The Pursuit of Primary Sources
Barton's so-called “myth” argument for the apparent value of primary sources critiques the prima facie infallibility of such sources. In other words, the utilization of primary sources is fundamentally based on the presupposition that such sources provide an unbiased and immanent view of historical texts. However, this interpretation basically de-historicizes these same texts, absolving them of their belonging to a particular historical context and hindering what he terms “our historical understanding” : the student thus neglects the possibility that the content of such sources may themselves be influenced by various historical factors, such as politics and ideology.
In this regard, Barton can be said to make a valid argument about the over-reliance on primary sources, because he criticizes their mystification, while concomitantly not discounting them entirely. Certainly, such texts provide a valuable didactic tool for the students, introducing them to original accounts of historical events. The mistake, however, is to present such accounts as purely authentic, as if only one type of historical text deserves to be studied – this illusion of authenticity strips such documents of their historical relevance, precisely because they are extracted from the real life situations that constitute history. In other words, the reliance on primary sources can be said to treat such texts as forms of quasi-dogmatic scripture, thus preventing them from being critically approached.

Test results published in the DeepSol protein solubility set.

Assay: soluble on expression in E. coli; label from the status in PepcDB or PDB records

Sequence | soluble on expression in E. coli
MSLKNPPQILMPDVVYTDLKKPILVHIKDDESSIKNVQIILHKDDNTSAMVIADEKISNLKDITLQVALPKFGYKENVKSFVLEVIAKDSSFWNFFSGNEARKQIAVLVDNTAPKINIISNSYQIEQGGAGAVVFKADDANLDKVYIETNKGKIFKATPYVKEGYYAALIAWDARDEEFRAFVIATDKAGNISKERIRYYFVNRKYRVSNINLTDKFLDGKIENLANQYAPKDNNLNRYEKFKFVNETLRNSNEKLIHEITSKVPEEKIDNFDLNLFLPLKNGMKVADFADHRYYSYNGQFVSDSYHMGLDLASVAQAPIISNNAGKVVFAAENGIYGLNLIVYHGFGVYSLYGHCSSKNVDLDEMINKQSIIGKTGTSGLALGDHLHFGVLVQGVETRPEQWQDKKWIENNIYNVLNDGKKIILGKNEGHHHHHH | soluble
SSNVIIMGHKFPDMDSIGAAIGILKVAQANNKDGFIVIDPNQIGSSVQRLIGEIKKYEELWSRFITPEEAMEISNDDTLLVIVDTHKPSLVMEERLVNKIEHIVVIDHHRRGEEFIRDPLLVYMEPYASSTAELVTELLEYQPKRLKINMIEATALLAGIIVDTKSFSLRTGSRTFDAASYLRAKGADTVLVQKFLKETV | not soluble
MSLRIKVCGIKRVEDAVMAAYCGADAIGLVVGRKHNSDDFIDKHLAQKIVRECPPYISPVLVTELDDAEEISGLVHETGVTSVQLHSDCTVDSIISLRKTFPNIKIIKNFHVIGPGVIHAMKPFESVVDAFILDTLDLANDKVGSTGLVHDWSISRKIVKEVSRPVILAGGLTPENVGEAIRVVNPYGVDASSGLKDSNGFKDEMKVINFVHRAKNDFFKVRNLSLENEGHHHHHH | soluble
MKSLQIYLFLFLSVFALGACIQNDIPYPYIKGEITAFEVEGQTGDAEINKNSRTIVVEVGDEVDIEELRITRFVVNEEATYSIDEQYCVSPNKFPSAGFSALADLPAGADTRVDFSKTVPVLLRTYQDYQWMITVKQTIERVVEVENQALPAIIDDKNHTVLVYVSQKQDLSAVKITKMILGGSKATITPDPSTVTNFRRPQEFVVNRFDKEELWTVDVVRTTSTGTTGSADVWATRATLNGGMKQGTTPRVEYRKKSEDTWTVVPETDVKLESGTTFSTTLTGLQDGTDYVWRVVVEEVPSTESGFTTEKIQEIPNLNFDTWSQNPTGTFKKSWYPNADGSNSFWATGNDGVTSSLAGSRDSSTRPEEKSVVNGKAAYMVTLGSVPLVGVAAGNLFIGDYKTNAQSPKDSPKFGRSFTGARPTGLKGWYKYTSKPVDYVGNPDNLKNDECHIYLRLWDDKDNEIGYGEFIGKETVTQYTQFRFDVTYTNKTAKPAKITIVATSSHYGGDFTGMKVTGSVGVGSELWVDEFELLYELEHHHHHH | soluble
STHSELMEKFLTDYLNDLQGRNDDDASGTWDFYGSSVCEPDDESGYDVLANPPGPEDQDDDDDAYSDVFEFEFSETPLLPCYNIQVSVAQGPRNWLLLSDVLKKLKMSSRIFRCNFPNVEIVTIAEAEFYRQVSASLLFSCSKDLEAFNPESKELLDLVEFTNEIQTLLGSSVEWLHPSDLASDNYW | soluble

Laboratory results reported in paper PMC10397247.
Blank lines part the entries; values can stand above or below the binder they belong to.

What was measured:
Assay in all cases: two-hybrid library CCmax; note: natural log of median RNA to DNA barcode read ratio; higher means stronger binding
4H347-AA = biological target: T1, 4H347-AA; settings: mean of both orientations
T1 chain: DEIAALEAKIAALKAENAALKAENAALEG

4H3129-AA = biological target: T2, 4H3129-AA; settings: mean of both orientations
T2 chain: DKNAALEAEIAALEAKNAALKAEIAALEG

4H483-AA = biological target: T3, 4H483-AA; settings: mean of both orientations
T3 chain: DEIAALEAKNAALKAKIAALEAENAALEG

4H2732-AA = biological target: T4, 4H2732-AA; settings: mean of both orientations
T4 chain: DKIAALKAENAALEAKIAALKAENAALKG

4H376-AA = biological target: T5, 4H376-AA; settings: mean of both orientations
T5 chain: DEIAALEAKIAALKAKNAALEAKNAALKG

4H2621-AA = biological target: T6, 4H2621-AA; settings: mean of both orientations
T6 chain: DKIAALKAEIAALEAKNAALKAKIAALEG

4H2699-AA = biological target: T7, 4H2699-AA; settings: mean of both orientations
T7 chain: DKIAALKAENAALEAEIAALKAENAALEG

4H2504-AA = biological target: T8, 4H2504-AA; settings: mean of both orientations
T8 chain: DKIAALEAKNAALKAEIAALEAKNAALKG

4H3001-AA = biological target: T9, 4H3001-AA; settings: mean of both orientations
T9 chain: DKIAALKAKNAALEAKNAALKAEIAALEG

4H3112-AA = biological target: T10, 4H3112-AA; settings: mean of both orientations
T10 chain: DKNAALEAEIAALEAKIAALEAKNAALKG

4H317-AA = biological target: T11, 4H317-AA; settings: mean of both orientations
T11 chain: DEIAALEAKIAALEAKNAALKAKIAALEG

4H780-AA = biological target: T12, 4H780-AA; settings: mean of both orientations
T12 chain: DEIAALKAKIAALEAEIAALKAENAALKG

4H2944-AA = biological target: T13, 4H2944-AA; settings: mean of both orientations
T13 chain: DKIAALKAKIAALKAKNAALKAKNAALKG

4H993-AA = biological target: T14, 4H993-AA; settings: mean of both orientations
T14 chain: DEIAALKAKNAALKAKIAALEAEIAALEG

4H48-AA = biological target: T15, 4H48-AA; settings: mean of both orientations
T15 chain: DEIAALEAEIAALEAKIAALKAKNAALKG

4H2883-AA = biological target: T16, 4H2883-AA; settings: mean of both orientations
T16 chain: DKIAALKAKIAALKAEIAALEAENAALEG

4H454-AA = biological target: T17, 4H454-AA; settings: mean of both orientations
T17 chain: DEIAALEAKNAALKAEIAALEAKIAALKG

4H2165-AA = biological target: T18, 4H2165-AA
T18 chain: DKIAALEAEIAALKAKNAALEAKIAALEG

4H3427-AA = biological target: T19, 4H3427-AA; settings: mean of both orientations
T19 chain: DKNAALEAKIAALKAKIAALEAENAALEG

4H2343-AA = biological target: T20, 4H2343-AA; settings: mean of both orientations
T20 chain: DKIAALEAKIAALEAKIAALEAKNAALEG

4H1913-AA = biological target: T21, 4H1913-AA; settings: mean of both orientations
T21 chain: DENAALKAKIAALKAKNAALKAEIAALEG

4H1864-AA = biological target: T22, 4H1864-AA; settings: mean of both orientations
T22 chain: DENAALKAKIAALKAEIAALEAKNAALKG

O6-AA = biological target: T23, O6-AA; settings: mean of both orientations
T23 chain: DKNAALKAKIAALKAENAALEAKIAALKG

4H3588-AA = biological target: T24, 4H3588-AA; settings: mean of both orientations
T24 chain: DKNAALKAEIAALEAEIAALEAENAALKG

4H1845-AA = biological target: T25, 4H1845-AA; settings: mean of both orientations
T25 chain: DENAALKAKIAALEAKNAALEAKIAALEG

By stressing the importance of historical texts alongside the relevance of, for example, commentaries on these same sources, the student begins to understand the essential dynamism and heterogeneity of history. History is an unstable process, made up of contingent events – the emphasis on only primary sources gives history the appearance of a series of necessary events. This can be considered a certain ideological interpretation of history, in which the course of history was fundamentally inevitable. Accordingly, the de-emphasis on primary sources helps the student develop a critical perspective on historical research, understanding that any text, despite its age, may have been formed by a diverse number of historical facts which lie, as it were, beneath the document’s surface.